Currently, it is proposed that type 1 diabetes is mainly caused by the adaptive immune system and more specifically by the beta-cell-specific auto-reactive T cells. These invade the islets of Langerhans in the pancreas where they trigger an inflammatory response that results in influx of other immune cells and the production of chemokines, cytokines and other molecules. Recently, interest in the role of neutrophil granulocytes in the disease process of type 1 diabetes has arisen based on studies with patient samples and mouse models of type 1 diabetes. However, it is unclear how neutrophil granulocytes contribute to the onset and progression of the disease. There are also data from other autoimmune diseases showing that neutrophil extracellular traps (NETs) play an important role in the disease course of these diseases. A NET is a kind of sticky web of DNA strands. A neutrophil can shed this web to trap bacteria. Unfortunately, not only bacteria can stimulate neutrophils to make NETs, but also substances in the blood of people with autoimmune diseases can activate NETs. In the diabetes center at the KULeuven, neutrophil granulocytes from humans and mice with type 1 diabetes are phenotypically and functionally characterized using the latest technologies. How do these cells communicate or interact with the adaptive immune system and how can new insights contribute to the development of preventive and curative treatment methods?
Through the gut, our immune system is exposed to a wide variety of proteins from ingested food or bacteria (intestinal or microflora). Ingested proteins do not trigger an immune attack and this phenomenon is called "oral tolerance". In collaboration with Precigen ActoBio, the diabetes center at KULeuven is investigating how proteins that are inherent to the insulin-producing beta cells can be presented to the immune system of the intestine via a genetically modified bacterium (Lactococcus lactis). It is expected that the body will tolerate these proteins and hopefully also the entire beta cell. With this approach, the disease process in laboratory animals with type 1 diabetes can be permanently stopped in 2 out of 3 cases (link; link). Based on these results, a first clinical study was started in newly diagnosed type 1 diabetes patients at the end of October 2018 (link; link).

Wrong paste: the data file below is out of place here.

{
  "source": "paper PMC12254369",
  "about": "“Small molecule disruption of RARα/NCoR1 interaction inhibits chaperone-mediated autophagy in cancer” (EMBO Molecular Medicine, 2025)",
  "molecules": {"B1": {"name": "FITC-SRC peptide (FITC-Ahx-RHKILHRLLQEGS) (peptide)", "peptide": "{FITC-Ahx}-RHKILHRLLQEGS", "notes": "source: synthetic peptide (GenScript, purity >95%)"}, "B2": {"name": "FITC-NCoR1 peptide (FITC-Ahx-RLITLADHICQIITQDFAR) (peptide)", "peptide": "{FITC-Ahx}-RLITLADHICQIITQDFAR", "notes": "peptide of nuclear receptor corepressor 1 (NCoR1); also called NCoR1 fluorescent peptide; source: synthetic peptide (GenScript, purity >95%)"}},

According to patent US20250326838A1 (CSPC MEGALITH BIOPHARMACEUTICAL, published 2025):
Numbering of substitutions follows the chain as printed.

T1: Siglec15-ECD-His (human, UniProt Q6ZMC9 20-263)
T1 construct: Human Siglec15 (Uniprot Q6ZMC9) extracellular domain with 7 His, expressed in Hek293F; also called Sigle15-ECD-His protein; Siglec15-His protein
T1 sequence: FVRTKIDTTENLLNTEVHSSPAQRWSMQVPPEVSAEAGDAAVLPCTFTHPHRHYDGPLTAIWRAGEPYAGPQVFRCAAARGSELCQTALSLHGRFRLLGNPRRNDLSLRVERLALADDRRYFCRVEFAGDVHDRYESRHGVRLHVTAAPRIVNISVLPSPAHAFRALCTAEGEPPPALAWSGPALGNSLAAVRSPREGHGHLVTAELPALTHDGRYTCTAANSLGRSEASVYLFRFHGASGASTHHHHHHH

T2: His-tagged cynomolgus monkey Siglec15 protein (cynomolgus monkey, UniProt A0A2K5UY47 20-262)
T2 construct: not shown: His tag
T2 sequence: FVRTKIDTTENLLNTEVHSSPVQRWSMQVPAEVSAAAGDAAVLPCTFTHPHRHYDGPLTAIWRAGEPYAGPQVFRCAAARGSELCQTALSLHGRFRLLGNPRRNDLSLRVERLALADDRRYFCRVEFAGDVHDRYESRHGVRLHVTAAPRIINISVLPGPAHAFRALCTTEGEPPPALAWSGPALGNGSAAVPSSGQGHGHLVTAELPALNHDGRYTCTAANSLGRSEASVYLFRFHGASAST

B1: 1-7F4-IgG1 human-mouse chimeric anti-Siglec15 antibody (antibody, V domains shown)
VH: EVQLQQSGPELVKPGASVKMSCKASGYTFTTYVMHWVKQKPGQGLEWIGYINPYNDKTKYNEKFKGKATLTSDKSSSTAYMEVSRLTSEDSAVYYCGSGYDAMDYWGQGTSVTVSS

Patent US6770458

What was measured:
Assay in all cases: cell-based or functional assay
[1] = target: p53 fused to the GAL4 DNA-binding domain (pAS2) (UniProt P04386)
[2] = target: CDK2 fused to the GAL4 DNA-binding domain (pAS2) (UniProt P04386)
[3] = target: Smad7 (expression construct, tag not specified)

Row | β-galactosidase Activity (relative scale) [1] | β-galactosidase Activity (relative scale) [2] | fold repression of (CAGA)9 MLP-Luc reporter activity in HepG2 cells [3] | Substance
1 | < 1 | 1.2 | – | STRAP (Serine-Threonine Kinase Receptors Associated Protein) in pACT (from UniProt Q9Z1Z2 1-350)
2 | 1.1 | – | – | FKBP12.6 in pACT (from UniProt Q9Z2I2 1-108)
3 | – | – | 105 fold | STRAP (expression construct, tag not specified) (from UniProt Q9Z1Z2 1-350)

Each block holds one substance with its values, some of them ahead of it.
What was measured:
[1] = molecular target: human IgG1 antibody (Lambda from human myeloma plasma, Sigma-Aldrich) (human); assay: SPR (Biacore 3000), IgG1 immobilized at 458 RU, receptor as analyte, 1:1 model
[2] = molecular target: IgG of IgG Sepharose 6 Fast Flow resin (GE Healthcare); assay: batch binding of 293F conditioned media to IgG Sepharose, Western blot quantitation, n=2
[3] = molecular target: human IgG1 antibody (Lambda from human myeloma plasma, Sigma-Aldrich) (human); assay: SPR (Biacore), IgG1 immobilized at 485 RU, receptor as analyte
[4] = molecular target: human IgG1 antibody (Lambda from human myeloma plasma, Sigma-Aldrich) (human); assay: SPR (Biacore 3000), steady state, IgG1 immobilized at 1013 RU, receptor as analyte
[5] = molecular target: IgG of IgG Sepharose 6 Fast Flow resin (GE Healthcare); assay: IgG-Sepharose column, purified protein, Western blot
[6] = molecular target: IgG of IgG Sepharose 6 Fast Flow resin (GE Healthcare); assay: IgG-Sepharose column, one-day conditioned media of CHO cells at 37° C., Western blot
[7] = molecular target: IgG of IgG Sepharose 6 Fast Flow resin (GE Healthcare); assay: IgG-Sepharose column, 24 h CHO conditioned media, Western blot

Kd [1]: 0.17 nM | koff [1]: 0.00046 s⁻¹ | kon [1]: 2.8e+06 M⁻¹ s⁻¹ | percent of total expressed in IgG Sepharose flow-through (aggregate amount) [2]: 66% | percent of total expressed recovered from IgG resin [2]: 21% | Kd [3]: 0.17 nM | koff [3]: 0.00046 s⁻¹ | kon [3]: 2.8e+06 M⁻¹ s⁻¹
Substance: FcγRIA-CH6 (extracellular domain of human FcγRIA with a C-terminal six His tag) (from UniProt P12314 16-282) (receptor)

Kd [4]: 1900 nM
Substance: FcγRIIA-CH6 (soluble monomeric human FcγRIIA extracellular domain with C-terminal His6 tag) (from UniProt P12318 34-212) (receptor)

Electronmicroscopic (EM) pictures of Lactococcus lactis bacteria ©Precigen ActoBio, Zwijnaarde (Ghent), Belgium
Vitamin D is a classic vitamin and hormone. Sunlight is our main source of vitamin D. Our body can make it in the skin under the influence of sunlight. A small portion comes from our diet. In addition to the beneficial effects on bone and muscle strength, we know that vitamin D is also important for the proper function of pancreas and immune system. Vitamin D protects the insulin-producing beta cells against inflammatory reactions and has a beneficial effect on the immune system, including the generation of "regulatory" immune cells that restore the balance in the disturbed immune system in type 1 diabetes (link; link). Our research has inspired scientists at the Leiden University Medical Center (LUMC) in the Netherlands and City of Hope in Los Angeles (US) and a first clinical cellular therapy with vitamin D is currently underway in diabetic patients (link; link). The KULeuven team also showed that oral vitamin D partially prevents the development of type 1 diabetes (link). The research on vitamin D focuses mainly on understanding how this vitamin can change and re-educate the immune system. Understanding this, we can potentially bring about the same changes with much more targeted drugs. Enough reason to go for a walk in the sun at least once a day for 15 minutes, but don't overdo it of course!